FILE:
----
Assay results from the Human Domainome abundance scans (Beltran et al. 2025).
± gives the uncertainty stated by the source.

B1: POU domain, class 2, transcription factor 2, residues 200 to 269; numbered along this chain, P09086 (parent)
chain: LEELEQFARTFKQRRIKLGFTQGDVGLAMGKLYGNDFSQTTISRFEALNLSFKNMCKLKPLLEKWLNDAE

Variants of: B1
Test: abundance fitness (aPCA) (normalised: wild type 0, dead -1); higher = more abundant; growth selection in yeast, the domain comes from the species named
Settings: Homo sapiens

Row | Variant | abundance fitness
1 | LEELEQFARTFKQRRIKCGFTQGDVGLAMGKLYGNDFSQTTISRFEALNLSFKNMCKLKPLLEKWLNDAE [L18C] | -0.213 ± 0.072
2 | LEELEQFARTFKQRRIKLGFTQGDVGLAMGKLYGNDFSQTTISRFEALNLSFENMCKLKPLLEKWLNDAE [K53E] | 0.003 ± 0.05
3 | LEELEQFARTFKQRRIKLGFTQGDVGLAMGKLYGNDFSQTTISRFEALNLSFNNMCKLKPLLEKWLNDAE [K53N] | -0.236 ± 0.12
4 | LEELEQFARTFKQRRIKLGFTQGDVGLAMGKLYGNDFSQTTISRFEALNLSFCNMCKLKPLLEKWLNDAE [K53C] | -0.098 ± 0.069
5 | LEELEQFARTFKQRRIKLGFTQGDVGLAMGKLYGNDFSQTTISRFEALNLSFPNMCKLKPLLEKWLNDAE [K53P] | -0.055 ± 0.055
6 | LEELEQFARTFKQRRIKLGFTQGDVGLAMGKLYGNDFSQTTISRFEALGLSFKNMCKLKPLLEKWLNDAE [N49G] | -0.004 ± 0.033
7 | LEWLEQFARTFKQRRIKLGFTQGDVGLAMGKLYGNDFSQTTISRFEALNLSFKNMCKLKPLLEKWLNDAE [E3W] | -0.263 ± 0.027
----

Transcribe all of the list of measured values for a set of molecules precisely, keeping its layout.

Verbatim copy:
Assay results from the Human Domainome abundance scans (Beltran et al. 2025).
± gives the uncertainty stated by the source.

B1: POU domain, class 2, transcription factor 2, residues 200 to 269; numbered along this chain, P09086 (parent)
chain: LEELEQFARTFKQRRIKLGFTQGDVGLAMGKLYGNDFSQTTISRFEALNLSFKNMCKLKPLLEKWLNDAE

Variants of: B1
Test: abundance fitness (aPCA) (normalised: wild type 0, dead -1); higher = more abundant; growth selection in yeast, the domain comes from the species named
Settings: Homo sapiens

Row | Variant | abundance fitness
1 | LEELEQFARTFKQRRIKCGFTQGDVGLAMGKLYGNDFSQTTISRFEALNLSFKNMCKLKPLLEKWLNDAE [L18C] | -0.213 ± 0.072
2 | LEELEQFARTFKQRRIKLGFTQGDVGLAMGKLYGNDFSQTTISRFEALNLSFENMCKLKPLLEKWLNDAE [K53E] | 0.003 ± 0.05
3 | LEELEQFARTFKQRRIKLGFTQGDVGLAMGKLYGNDFSQTTISRFEALNLSFNNMCKLKPLLEKWLNDAE [K53N] | -0.236 ± 0.12
4 | LEELEQFARTFKQRRIKLGFTQGDVGLAMGKLYGNDFSQTTISRFEALNLSFCNMCKLKPLLEKWLNDAE [K53C] | -0.098 ± 0.069
5 | LEELEQFARTFKQRRIKLGFTQGDVGLAMGKLYGNDFSQTTISRFEALNLSFPNMCKLKPLLEKWLNDAE [K53P] | -0.055 ± 0.055
6 | LEELEQFARTFKQRRIKLGFTQGDVGLAMGKLYGNDFSQTTISRFEALGLSFKNMCKLKPLLEKWLNDAE [N49G] | -0.004 ± 0.033
7 | LEWLEQFARTFKQRRIKLGFTQGDVGLAMGKLYGNDFSQTTISRFEALNLSFKNMCKLKPLLEKWLNDAE [E3W] | -0.263 ± 0.027